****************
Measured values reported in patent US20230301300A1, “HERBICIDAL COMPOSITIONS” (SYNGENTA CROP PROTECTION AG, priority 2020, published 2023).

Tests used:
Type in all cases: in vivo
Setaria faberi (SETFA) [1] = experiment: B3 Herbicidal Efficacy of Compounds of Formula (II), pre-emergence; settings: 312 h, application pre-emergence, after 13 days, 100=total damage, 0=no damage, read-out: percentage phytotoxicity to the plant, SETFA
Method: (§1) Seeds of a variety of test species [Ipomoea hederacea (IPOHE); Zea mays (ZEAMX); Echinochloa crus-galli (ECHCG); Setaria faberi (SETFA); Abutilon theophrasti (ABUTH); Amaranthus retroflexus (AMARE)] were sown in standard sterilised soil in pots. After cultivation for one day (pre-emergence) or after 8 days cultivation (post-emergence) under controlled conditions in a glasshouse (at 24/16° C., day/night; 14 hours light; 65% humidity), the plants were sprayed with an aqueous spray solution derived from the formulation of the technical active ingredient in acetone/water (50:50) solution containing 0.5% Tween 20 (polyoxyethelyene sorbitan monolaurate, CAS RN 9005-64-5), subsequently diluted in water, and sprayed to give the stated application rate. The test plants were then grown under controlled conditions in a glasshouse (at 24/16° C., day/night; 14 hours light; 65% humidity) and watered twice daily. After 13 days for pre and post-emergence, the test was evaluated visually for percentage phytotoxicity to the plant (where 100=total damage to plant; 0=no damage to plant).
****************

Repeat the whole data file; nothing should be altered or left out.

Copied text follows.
Measured values reported in patent US20230301300A1, “HERBICIDAL COMPOSITIONS” (SYNGENTA CROP PROTECTION AG, priority 2020, published 2023).

Tests used:
Type in all cases: in vivo
Setaria faberi (SETFA) [1] = experiment: B3 Herbicidal Efficacy of Compounds of Formula (II), pre-emergence; settings: 312 h, application pre-emergence, after 13 days, 100=total damage, 0=no damage, read-out: percentage phytotoxicity to the plant, SETFA
Method: (§1) Seeds of a variety of test species [Ipomoea hederacea (IPOHE); Zea mays (ZEAMX); Echinochloa crus-galli (ECHCG); Setaria faberi (SETFA); Abutilon theophrasti (ABUTH); Amaranthus retroflexus (AMARE)] were sown in standard sterilised soil in pots. After cultivation for one day (pre-emergence) or after 8 days cultivation (post-emergence) under controlled conditions in a glasshouse (at 24/16° C., day/night; 14 hours light; 65% humidity), the plants were sprayed with an aqueous spray solution derived from the formulation of the technical active ingredient in acetone/water (50:50) solution containing 0.5% Tween 20 (polyoxyethelyene sorbitan monolaurate, CAS RN 9005-64-5), subsequently diluted in water, and sprayed to give the stated application rate. The test plants were then grown under controlled conditions in a glasshouse (at 24/16° C., day/night; 14 hours light; 65% humidity) and watered twice daily. After 13 days for pre and post-emergence, the test was evaluated visually for percentage phytotoxicity to the plant (where 100=total damage to plant; 0=no damage to plant).